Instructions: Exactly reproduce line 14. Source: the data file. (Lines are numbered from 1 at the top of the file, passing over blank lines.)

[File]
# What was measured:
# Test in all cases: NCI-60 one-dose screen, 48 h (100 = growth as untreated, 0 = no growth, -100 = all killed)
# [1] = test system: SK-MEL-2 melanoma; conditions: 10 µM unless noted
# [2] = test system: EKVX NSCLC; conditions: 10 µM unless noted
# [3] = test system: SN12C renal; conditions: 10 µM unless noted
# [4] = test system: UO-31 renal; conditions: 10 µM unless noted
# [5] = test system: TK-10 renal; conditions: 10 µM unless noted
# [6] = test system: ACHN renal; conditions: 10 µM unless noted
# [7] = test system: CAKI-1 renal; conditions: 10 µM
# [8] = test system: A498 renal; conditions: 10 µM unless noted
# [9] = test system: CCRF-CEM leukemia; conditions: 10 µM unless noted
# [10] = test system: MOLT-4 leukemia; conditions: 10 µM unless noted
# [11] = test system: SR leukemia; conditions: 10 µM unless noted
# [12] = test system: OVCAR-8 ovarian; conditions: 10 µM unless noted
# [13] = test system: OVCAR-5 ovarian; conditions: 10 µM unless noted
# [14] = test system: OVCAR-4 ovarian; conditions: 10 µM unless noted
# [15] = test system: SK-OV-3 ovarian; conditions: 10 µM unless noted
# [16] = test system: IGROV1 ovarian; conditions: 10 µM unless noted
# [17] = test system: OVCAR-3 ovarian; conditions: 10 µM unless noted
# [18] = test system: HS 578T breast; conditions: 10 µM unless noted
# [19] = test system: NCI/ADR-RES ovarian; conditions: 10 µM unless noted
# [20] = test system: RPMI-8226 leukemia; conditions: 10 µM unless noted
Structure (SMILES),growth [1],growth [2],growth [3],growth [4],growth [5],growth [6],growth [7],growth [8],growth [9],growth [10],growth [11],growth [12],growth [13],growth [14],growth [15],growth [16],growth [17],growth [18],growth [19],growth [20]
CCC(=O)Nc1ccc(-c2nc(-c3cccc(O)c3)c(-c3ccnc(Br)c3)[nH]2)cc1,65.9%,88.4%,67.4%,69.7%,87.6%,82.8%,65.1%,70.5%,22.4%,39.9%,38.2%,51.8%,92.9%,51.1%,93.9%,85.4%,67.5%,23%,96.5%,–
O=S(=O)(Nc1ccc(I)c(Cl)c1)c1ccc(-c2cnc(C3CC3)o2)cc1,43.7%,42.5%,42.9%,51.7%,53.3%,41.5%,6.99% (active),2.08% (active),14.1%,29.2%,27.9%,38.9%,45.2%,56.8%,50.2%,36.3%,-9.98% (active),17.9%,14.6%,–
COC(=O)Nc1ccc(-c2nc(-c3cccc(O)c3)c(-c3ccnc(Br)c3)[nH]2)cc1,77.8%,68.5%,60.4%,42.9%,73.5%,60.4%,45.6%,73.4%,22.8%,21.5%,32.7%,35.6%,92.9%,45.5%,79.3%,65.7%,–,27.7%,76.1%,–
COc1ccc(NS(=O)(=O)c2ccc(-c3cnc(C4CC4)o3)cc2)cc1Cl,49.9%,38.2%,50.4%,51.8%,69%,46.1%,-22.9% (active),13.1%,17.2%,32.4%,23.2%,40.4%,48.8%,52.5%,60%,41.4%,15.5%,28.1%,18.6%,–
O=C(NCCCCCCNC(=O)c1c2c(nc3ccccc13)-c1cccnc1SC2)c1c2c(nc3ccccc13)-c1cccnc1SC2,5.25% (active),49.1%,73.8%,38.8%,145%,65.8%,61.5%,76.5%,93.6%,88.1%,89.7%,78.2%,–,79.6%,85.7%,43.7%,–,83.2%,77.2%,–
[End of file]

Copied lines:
# [12] = test system: OVCAR-8 ovarian; conditions: 10 µM unless noted